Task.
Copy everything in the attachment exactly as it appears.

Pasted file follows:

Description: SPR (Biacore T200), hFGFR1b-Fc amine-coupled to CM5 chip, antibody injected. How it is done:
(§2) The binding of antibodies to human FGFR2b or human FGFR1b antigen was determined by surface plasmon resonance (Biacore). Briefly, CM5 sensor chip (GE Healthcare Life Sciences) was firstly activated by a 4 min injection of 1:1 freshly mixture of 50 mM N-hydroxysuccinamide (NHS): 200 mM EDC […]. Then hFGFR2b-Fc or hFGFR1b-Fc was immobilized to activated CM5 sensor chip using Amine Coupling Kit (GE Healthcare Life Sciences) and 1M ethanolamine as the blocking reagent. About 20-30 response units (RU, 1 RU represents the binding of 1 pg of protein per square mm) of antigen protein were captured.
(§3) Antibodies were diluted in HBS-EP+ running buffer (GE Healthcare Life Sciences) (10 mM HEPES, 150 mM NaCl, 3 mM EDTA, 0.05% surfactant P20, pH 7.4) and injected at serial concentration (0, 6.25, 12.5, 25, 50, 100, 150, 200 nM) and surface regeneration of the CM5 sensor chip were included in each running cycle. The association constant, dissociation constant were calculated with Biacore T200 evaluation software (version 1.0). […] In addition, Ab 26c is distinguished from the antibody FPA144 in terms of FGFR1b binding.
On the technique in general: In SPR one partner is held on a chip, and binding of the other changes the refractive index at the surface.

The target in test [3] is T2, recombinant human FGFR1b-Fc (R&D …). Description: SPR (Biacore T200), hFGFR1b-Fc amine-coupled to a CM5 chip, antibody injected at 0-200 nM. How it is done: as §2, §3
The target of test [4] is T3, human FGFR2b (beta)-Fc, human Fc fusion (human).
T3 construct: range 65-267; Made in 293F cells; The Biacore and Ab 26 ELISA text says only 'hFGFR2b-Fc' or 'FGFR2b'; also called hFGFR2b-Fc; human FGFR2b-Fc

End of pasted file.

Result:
Description: SPR (Biacore T200), hFGFR1b-Fc amine-coupled to CM5 chip, antibody injected. How it is done:
(§2) The binding of antibodies to human FGFR2b or human FGFR1b antigen was determined by surface plasmon resonance (Biacore). Briefly, CM5 sensor chip (GE Healthcare Life Sciences) was firstly activated by a 4 min injection of 1:1 freshly mixture of 50 mM N-hydroxysuccinamide (NHS): 200 mM EDC […]. Then hFGFR2b-Fc or hFGFR1b-Fc was immobilized to activated CM5 sensor chip using Amine Coupling Kit (GE Healthcare Life Sciences) and 1M ethanolamine as the blocking reagent. About 20-30 response units (RU, 1 RU represents the binding of 1 pg of protein per square mm) of antigen protein were captured.
(§3) Antibodies were diluted in HBS-EP+ running buffer (GE Healthcare Life Sciences) (10 mM HEPES, 150 mM NaCl, 3 mM EDTA, 0.05% surfactant P20, pH 7.4) and injected at serial concentration (0, 6.25, 12.5, 25, 50, 100, 150, 200 nM) and surface regeneration of the CM5 sensor chip were included in each running cycle. The association constant, dissociation constant were calculated with Biacore T200 evaluation software (version 1.0). […] In addition, Ab 26c is distinguished from the antibody FPA144 in terms of FGFR1b binding.
On the technique in general: In SPR one partner is held on a chip, and binding of the other changes the refractive index at the surface.

The target in test [3] is T2, recombinant human FGFR1b-Fc (R&D …). Description: SPR (Biacore T200), hFGFR1b-Fc amine-coupled to a CM5 chip, antibody injected at 0-200 nM. How it is done: as §2, §3
The target of test [4] is T3, human FGFR2b (beta)-Fc, human Fc fusion (human).
T3 construct: range 65-267; Made in 293F cells; The Biacore and Ab 26 ELISA text says only 'hFGFR2b-Fc' or 'FGFR2b'; also called hFGFR2b-Fc; human FGFR2b-Fc